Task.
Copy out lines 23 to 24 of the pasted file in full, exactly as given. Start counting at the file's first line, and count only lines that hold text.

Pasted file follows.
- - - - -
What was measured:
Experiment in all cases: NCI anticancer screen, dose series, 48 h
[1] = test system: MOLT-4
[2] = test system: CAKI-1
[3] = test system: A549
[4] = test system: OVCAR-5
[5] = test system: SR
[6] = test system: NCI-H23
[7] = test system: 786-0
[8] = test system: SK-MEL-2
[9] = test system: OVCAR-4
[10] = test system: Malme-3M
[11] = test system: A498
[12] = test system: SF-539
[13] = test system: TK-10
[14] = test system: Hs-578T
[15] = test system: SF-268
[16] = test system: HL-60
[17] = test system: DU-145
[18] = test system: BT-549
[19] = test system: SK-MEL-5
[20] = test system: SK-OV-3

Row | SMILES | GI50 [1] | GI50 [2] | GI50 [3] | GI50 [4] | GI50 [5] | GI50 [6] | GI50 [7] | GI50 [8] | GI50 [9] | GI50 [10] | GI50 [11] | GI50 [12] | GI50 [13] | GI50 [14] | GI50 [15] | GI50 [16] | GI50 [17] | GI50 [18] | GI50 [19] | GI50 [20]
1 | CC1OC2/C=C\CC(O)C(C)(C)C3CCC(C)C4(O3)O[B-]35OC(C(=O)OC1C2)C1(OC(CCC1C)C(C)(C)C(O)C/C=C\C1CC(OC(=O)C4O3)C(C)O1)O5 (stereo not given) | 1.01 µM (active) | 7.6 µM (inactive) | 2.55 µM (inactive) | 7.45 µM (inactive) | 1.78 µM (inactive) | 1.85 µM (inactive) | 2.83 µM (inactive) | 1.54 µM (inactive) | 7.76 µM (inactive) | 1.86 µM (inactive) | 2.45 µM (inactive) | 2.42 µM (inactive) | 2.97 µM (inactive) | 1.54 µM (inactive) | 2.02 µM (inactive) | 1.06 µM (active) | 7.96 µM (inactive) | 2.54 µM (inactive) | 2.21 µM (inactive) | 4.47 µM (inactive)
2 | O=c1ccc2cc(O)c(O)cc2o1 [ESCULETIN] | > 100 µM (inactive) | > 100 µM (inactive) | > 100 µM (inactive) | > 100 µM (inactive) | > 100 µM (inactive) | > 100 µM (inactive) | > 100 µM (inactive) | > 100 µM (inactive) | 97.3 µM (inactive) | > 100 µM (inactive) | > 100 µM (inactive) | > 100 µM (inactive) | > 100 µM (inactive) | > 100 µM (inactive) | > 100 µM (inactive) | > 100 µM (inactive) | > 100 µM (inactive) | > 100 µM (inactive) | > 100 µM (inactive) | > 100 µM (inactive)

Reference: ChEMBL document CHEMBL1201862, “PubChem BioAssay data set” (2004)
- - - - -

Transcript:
Row | SMILES | GI50 [1] | GI50 [2] | GI50 [3] | GI50 [4] | GI50 [5] | GI50 [6] | GI50 [7] | GI50 [8] | GI50 [9] | GI50 [10] | GI50 [11] | GI50 [12] | GI50 [13] | GI50 [14] | GI50 [15] | GI50 [16] | GI50 [17] | GI50 [18] | GI50 [19] | GI50 [20]
1 | CC1OC2/C=C\CC(O)C(C)(C)C3CCC(C)C4(O3)O[B-]35OC(C(=O)OC1C2)C1(OC(CCC1C)C(C)(C)C(O)C/C=C\C1CC(OC(=O)C4O3)C(C)O1)O5 (stereo not given) | 1.01 µM (active) | 7.6 µM (inactive) | 2.55 µM (inactive) | 7.45 µM (inactive) | 1.78 µM (inactive) | 1.85 µM (inactive) | 2.83 µM (inactive) | 1.54 µM (inactive) | 7.76 µM (inactive) | 1.86 µM (inactive) | 2.45 µM (inactive) | 2.42 µM (inactive) | 2.97 µM (inactive) | 1.54 µM (inactive) | 2.02 µM (inactive) | 1.06 µM (active) | 7.96 µM (inactive) | 2.54 µM (inactive) | 2.21 µM (inactive) | 4.47 µM (inactive)